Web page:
Organizations are striving for increased representation, and ERGs are an effective resource for creating inclusion and providing a sense of emotional and psychological safety. When there are others in the room who look like you or who have similar experiences, people often feel more comfortable speaking up and letting their voices be heard.  

ERGs should serve as a voice for their organization, encouraging departments and teams to support their colleagues, and open additional paths for opportunity. ERG leaders often pour their whole selves into this effort and desire to shift the culture, but the caution here is the potential burnout that can result when the role feels like an additional job and when they are the sole “doers.”  

A DE+I Council can be a great way to support ERG leaders, breaking down silos and helping them to feel support from the larger organization. It also creates a means to bridge the gaps between various resource groups. An overarching council can help to address challenges that might intersect across multiple groups, leveraging intersectionality. ERGs should focus on the challenges of their specific group and how to support their members through them, while also being supportive of other ERGs and leveraging their platforms. 

As organizations look to build their own DE+I Council, one early effort that this company instituted was a common ERG calendar, where all ERGs would support and recognize a distinct group each month, such as Women’s History Month or Black History Month. Each ERG can take their own spin on it, but the collective helps to send a stronger cohesive message to support intersectionality across the organization.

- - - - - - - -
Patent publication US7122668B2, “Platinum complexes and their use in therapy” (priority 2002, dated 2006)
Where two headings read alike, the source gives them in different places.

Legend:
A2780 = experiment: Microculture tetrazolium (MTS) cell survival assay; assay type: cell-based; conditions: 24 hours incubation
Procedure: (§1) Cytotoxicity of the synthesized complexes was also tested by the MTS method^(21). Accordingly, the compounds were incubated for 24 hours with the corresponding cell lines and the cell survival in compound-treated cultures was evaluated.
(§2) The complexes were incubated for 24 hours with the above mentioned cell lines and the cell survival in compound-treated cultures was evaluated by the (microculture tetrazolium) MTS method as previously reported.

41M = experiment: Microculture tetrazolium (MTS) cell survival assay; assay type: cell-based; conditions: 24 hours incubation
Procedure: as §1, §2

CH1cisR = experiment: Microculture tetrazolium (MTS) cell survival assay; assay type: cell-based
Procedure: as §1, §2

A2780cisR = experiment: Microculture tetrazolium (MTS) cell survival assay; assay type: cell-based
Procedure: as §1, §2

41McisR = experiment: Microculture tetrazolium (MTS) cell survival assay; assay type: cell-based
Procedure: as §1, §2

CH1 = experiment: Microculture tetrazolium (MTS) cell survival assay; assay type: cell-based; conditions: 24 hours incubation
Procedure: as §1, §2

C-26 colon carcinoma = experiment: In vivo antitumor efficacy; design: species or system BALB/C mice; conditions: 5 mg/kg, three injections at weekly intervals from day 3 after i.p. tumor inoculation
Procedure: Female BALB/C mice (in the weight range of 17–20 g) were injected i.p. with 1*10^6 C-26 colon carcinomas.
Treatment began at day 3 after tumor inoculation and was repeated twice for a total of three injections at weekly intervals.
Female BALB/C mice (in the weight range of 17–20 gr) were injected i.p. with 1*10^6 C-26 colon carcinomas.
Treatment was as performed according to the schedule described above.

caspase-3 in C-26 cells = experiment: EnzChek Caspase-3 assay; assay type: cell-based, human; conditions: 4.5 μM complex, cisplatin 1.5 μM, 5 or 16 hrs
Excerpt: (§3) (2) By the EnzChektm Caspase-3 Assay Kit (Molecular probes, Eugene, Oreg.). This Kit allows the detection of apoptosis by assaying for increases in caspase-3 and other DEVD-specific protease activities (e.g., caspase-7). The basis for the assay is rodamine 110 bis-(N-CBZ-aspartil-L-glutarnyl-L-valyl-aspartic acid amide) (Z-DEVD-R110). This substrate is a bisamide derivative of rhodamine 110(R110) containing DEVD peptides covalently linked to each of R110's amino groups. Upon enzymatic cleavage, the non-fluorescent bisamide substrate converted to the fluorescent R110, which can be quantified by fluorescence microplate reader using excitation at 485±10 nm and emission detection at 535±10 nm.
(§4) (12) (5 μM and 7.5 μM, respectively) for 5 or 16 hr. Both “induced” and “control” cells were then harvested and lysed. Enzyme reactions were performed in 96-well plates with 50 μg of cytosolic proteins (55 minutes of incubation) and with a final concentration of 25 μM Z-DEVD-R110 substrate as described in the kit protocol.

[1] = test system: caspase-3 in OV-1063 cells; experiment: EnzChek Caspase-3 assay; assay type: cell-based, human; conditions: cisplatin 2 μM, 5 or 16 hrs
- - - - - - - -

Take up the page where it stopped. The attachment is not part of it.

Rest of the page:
Support from Leadership 

During our discussion, the company explained the importance of having support from the top. When organizations have leadership that supports DE+I efforts, they can be more transparent about what’s happening across the organization and allow for the voice of their colleagues to come through. The company’s DE+I leaders also receive support from its board of directors, who are willing to help hold the company accountable to its efforts. This support is extremely important, they said, in their ongoing journey as a global DE+I leader.  

They also mentioned support for their initiative to shift their culture to a skills-based methodology, which allows the company to push the envelope in areas that have historically been very trying. By partnering with other DE+I leaders in multiple industries, the company has been able to test their own approach and learn from others. For most companies, the historical focus has been on gender – in particular, binary gender. Recognition that companies need to amplify focus on race, LGBTQ+, non-binary gender, and other demographics is a common topic across DE&I leaders. 

Final Thoughts on How to Promote Diversity, Equity, and Inclusion in the Workplace

DE+I impact is achieved by prioritizing empathetic humanization of topics rather than merely goal setting and activity planning. Being a champion of DE+I should be part of everyday lives and everyday roles. Meetings, unconscious biases, allyship, and friendship are underlying drivers of a more diverse, equitable, and inclusive organization.  

For advice on how to promote diversity, equity, and inclusion in the workplace and to help your organization have more human understanding and utilize DE+I to drive impact, please reach out to us today to learn more about our DE+I Consulting Services. 

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Contributions from Darby Davis

Tags: Diversity + Inclusion, Leadership